In spring 2016, The Leukemia & Lymphoma Society (LLS) launched a survey focused on understanding what patients diagnosed with acute myeloid leukemia (AML) and their caregivers want from their treatments.
On April 30, 2018, LLS presented the results of the survey to leadership and staff at the Oncology Center of Excellence at the U.S. Food and Drug Administration in Washington, D.C.
The study’s purpose is to guide the FDA, pharmaceutical and biotechnology companies and academic researchers as they pursue drug development for AML based on what really matters to patients.
As the treatment of cancer becomes more personalized, understanding which elements of a potential treatment are most important to patients is becoming increasingly vital to researchers and the FDA.
LLS partnered with a team of researchers at Johns Hopkins University led by John Bridges, Ph.D., a national leader in the field of patient preferences, to develop, implement, and disseminate this national survey of patients with AML and their caregivers. LLS convened a large community of AML patients and caregivers who participated in an advisory committee to guide the development of this survey and engage with the FDA in its efforts to achieve a patient-centered approach to drug development and regulatory review.
Representing the Voice of AML Patients
The results of a pilot study with 26 respondents were shared with the FDA during a one-day workshop on April 6, 2016. Led by LLS President and CEO Louis J. DeGennaro, Ph.D., and LLS’s Office of Public Policy, a group of AML patients, caregivers, and other study stakeholders had the unprecedented opportunity to engage in open and frank conversations with FDA researchers about their personal treatment experiences. Click here for a recap of that meeting.
Acute Myeloid Leukemia Patients and Caregivers join LLS Staff to Discuss LLS’s Patient Preference Study with Officials at the U.S. Food and Drug Administration
Subsequently, two national surveys of patients and caregivers were implemented:
Survey 1 addressed patients’ primary worries when undergoing treatment for AML. More than 1,000 patients responded with the following results:
- The possibility of dying ranked as the number one concern of patients
- Worries over long-term side effects followed closely behind, driving home the need for newer and better (less toxic) treatments.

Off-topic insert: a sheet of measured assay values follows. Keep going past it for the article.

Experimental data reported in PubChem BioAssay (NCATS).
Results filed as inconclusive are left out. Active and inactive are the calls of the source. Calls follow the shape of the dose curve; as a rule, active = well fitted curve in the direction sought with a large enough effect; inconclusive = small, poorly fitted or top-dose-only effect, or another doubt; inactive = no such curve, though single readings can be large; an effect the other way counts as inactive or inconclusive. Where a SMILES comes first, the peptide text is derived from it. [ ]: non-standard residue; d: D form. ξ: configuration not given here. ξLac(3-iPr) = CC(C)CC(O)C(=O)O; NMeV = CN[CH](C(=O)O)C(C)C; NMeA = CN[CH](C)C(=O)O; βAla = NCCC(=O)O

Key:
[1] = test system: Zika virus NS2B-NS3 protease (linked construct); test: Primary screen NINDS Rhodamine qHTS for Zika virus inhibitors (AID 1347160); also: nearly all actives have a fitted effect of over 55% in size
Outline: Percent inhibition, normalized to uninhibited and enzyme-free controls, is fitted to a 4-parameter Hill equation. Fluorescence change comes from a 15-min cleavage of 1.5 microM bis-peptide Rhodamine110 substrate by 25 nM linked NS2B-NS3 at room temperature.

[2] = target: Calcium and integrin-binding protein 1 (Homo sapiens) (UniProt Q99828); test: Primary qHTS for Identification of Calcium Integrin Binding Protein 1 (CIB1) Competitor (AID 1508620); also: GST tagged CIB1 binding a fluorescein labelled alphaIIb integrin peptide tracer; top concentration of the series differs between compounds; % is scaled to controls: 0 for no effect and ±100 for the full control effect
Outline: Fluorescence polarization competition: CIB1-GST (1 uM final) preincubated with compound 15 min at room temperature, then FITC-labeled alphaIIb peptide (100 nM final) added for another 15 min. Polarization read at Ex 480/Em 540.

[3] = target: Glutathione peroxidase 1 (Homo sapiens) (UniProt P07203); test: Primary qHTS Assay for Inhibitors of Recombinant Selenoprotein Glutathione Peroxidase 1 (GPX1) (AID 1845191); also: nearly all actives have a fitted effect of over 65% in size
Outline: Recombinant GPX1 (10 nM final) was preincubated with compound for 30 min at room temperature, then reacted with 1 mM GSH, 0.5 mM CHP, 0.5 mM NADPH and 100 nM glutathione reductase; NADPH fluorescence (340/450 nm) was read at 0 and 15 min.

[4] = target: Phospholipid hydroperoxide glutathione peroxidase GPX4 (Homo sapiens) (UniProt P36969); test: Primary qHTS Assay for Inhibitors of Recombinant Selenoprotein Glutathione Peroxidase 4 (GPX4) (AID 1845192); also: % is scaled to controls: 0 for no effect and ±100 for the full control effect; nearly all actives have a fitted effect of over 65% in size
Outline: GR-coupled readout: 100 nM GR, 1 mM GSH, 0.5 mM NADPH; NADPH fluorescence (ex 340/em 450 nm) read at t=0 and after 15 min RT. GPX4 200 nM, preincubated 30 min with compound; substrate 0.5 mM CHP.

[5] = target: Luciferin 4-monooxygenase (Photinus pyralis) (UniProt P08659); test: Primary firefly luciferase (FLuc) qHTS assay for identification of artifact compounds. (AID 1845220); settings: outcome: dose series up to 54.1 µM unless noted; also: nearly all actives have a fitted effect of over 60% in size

- Being a burden to others, desire to return to daily activities, and spending too much time in the hospital were additional concern.
Click here to access to the published study on the worries of AML patients
Survey 2 measured patient and caregiver preferences for the benefits and risks of treatment.
- Respondents were asked to choose between treatment scenarios that varied with respect to factors such as complete remission, event-free survival, and potential short and long-term side effects.
- Survey results demonstrated that patients’ preferences fall fairly equally across the three following groups:
- 39% of patients were motivated by increasing the chance of remission and decreasing long term side effects;
- 33% were focused only on remission;
- and 28% focused on increasing event-free survival and minimizing short-term side effects.
John Bridges, Ph.D., Johns Hopkins Bloomberg School of Public Health
Discussion with the FDA on April 30, 2018 focused largely on the broader implications of this research, including how future treatments may be selected for patients based not only on the biological markers of their disease, but on individual patient preferences as well. To further this effort, LLS will continue to share these important results with drug manufacturers, academic researchers and the broader AML community.
As the FDA advances their work in incorporating the patient perspective in the drug development and review process, LLS will ensure that the voice of blood cancer patients continues to be heard.